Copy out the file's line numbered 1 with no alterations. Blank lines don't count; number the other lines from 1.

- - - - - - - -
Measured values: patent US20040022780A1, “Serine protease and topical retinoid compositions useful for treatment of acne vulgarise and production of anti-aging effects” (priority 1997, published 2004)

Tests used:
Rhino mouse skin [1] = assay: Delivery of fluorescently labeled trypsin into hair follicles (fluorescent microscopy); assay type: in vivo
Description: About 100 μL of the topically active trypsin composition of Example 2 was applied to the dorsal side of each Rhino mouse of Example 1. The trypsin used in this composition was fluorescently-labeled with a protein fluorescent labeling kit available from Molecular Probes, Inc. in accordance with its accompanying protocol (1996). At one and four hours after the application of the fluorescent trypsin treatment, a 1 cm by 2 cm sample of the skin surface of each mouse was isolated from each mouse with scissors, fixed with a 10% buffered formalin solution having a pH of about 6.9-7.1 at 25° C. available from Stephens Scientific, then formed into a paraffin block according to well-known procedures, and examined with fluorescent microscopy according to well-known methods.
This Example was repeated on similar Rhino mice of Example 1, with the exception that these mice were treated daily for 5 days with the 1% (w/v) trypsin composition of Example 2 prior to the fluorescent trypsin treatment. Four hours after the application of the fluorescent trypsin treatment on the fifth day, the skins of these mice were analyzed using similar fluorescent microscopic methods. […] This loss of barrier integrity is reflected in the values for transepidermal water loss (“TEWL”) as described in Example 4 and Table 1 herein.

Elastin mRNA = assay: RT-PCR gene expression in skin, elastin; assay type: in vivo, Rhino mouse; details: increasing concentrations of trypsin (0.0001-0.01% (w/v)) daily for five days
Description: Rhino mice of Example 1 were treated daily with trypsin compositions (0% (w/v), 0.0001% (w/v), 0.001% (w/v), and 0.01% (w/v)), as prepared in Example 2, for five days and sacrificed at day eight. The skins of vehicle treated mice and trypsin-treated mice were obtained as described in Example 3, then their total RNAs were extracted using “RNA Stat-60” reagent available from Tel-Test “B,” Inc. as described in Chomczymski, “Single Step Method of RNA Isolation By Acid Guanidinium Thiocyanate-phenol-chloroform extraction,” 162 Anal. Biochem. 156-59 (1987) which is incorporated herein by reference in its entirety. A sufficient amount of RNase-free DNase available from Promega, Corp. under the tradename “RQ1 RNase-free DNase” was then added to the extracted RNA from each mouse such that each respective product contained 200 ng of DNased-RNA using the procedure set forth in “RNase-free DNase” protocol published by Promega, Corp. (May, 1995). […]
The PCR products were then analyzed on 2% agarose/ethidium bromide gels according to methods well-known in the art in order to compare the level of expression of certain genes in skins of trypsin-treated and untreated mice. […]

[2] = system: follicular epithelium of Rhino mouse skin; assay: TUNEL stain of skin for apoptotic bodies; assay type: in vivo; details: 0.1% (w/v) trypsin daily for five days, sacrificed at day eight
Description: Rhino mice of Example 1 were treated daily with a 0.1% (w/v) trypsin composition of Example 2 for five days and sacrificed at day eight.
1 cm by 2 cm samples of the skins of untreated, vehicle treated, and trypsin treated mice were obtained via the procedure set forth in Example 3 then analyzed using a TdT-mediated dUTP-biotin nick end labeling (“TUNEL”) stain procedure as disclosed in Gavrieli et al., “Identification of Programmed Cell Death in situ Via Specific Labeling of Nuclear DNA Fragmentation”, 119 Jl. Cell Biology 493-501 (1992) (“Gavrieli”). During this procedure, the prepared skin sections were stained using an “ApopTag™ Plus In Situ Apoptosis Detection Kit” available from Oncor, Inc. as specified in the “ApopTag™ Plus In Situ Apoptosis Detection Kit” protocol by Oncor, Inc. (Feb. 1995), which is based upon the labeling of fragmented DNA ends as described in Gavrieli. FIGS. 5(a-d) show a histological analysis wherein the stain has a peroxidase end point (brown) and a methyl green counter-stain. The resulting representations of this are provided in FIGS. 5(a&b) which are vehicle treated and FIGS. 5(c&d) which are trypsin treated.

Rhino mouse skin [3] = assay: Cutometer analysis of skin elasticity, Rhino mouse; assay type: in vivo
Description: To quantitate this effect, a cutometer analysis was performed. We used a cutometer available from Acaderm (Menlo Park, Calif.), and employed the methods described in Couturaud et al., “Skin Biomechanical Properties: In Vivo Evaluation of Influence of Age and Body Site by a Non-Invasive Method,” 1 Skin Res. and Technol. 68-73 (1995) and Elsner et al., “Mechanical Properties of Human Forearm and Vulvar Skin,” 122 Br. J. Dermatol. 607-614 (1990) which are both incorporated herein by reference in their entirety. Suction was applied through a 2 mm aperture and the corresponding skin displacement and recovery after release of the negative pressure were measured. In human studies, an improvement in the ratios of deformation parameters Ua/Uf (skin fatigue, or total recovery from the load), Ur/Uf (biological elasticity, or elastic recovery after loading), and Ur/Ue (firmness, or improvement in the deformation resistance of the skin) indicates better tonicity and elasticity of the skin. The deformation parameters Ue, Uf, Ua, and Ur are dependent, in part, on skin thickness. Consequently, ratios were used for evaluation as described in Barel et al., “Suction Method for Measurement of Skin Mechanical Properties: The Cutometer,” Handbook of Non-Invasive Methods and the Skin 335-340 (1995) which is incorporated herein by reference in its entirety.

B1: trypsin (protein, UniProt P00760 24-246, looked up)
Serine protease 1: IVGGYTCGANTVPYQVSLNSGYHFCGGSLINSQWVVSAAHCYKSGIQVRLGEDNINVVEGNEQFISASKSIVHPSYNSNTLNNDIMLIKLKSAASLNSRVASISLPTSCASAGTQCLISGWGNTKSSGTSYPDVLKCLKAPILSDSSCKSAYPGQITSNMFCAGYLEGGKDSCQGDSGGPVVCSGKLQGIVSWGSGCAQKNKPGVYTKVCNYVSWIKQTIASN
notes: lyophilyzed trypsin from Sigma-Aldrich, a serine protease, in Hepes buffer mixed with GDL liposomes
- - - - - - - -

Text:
Measured values: patent US20040022780A1, “Serine protease and topical retinoid compositions useful for treatment of acne vulgarise and production of anti-aging effects” (priority 1997, published 2004)